Commenced in January 2007
Frequency: Monthly
Edition: International
Paper Count: 58949
Evaluation of the Trauma System in a District Hospital Setting in Ireland

Authors: Ahmeda Ali, Mary Codd, Susan Brundage

Abstract:

Importance: This research focuses on devising and improving Health Service Executive (HSE) policy and legislation and therefore improving patient trauma care and outcomes in Ireland. Objectives: The study measures components of the Trauma System in the district hospital setting of the Cavan/Monaghan Hospital Group (CMHG), HSE, Ireland, and uses the collected data to identify the strengths and weaknesses of the CMHG Trauma System organisation, to include governance, injury data, prevention and quality improvement, scene care and facility-based care, and rehabilitation. The information will be made available to local policy makers to provide objective situational analysis to assist in future trauma service planning and service provision. Design, setting and participants: From 28 April to May 28, 2016 a cross-sectional survey using World Health Organisation (WHO) Trauma System Assessment Tool (TSAT) was conducted among healthcare professionals directly involved in the level III trauma system of CMHG. Main outcomes: Identification of the strengths and weaknesses of the Trauma System of CMHG. Results: The participants who reported inadequate funding for pre hospital (62.3%) and facility based trauma care at CMHG (52.5%) were high. Thirty four (55.7%) respondents reported that a national trauma registry (TARN) exists but electronic health records are still not used in trauma care. Twenty one respondents (34.4%) reported that there are system wide protocols for determining patient destination and adequate, comprehensive legislation governing the use of ambulances was enforced, however, there is a lack of a reliable advisory service. Over 40% of the respondents reported uncertainty of the injury prevention programmes available in Ireland; as well as the allocated government funding for injury and violence prevention. Conclusions: The results of this study contributed to a comprehensive assessment of the trauma system organisation. The major findings of the study identified three fundamental areas: the inadequate funding at CMHG, the QI techniques and corrective strategies used, and the unfamiliarity of existing prevention strategies. The findings direct the need for further research to guide future development of the trauma system at CMHG (and in Ireland as a whole) in order to maximise best practice and to improve functional and life outcomes.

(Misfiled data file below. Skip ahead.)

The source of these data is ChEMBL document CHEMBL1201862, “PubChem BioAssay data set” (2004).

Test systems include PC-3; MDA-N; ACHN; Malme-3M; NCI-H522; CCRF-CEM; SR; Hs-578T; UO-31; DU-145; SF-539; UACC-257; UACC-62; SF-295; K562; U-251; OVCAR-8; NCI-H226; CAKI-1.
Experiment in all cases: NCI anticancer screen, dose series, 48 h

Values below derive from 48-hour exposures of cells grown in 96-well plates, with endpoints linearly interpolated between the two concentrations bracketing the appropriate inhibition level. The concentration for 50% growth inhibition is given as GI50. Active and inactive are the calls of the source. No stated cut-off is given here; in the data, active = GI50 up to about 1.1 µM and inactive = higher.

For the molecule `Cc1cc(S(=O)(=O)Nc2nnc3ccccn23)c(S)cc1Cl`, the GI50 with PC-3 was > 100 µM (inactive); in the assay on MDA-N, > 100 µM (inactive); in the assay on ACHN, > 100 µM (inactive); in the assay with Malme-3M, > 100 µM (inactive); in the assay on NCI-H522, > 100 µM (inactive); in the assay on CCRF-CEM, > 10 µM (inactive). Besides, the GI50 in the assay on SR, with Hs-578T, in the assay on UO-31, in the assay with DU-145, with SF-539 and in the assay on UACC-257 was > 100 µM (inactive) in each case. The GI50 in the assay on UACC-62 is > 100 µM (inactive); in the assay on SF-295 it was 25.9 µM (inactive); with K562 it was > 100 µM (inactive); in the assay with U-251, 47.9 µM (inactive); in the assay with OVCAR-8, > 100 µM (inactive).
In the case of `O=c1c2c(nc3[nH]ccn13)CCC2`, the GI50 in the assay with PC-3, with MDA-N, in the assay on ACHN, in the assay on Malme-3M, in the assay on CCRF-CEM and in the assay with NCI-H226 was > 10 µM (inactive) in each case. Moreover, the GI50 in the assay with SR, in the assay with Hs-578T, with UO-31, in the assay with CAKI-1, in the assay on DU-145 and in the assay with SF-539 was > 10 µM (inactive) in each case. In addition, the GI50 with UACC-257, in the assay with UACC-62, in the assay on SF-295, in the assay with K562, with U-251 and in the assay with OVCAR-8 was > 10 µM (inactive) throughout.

Keywords: Education, Management, Trauma, System

Procedia PDF Downloads 119